Album | Hushman – Hushman

“I am not from a family of tradition bearers, but my forebears hail from all over the British Isles and music is in my bones. I think song is a great medium to tell a story and it’s an amazing thing listening to a good singer living out a song / story…not to mention a good storyteller letting loose”.

The above quote is taken from the Modern Fairies project that folk musician, singer and songwriter Ewan MacPherson was involved in a few years ago. It’s one that he’s carried throughout his career. From solo albums like Fetch! and Norther to his work as a member of Shooglenifty and Salt House, whose work Undersong is definitely worth seeking out if you’re new to the name and would like to explore further.

His latest project is now primed to be released into the wild. Hushman sees MacPherson join forces with the likes of Lauren MacColl, Hannah Reed, Ben Nicholls and James Mackintosh. All tracks are written by MacPherson himself barring two. First, there’s the wondrous 19th century ‘Beltane’ celebrating the time of year for horse breeding or when cattle and sheep were returned to the fells. Secondly, there’s the even more intriguing ‘Duke Henrik’, a Swedish folk song originally taken from 300 Nordic Folk Songs and first transcribed in 1855.

The album itself kicks off with the beautifully melodic and perfectly delivered ‘It’s All in the Distance’, MacPherson delivering lines like “Queen of summer melody/sing your stories to me/We’ll just sit inside the house/As the land burns all around” with a rich earthiness that carries all these songs to another level.

So many of the lyrics throughout Hushman bring me to mind the written work of Robert MacFarlane, where nature runs alongside people and how both try to prosper in a modern world so dismissive of both their needs. No more so than on ‘Freshwater Salt’, a song about the feeling disempowerment many currently feel. ‘There’s a hundred men in a hundred rooms/In a hundred towns/Trying to take us down”. There’s also lines of escape “the year is slowing down/into the cold we step out” begins ‘Playing Giants’ before talking later of “laughter drifting clearly on a golden afternoon”.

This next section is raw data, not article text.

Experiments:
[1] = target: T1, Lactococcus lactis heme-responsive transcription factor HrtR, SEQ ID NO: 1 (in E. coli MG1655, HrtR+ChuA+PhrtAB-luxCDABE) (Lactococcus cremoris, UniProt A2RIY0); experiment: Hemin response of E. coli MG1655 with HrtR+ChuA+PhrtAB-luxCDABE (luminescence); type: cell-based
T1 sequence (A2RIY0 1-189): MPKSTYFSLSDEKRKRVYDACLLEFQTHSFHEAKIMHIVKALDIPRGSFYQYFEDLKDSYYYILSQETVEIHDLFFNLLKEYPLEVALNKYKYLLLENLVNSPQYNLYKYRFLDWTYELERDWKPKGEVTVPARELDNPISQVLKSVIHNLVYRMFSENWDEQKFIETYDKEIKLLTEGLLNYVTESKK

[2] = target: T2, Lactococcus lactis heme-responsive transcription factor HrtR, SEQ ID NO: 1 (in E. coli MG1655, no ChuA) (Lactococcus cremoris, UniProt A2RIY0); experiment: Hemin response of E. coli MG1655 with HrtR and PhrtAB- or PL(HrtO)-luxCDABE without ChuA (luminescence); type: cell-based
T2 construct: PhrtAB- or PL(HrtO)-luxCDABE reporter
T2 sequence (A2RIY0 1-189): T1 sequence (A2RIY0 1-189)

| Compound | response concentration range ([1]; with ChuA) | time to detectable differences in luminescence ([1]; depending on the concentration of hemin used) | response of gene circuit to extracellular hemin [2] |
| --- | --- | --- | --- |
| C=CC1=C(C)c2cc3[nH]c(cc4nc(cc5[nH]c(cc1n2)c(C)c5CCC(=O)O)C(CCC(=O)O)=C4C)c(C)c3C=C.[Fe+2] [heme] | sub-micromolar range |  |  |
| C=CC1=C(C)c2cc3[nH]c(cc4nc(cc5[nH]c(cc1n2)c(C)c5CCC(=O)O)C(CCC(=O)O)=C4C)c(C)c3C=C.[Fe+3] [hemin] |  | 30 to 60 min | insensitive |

Lines are full of landscapes, yearning, nostalgia, pressing on, love, togetherness. There’s a sense of camaraderie and community in the playing too. The musicians involved bring their ‘A’ game to every track. No more so on the beautiful, plaintive ‘She Climbs the Munros’. As MacPherson sings about how the main character is “strong and she’s brave/This is her time/She’s not going to fall on her own”, the wonderful violins and violas of MacColl and Reed play in the background, accompanied by simply gorgeous piano lines from Thomas Hein.

MacPherson has been compared to both John Martyn and Nick Drake previously, and you can see why the comparisons have been made. I think, though, it’s important to see him as standing on his own island too. These songs were crafted in the Scottish Highlands, and this backdrop finds its way into the recordings too. The thin walls in the cabin where they recorded sometimes betraying their intentions and allowing the noise of the lashing rain and howling gales in. You can him them sparely in the songs.

There’s an honesty in the songs and a strong belief in the recordings made. This project is the latest in a string of successes for MacPherson and, if you’re not already aware of his art or ability, this is the ideal starting point. It’ll certainly be one of my go-to albums throughout this long winter.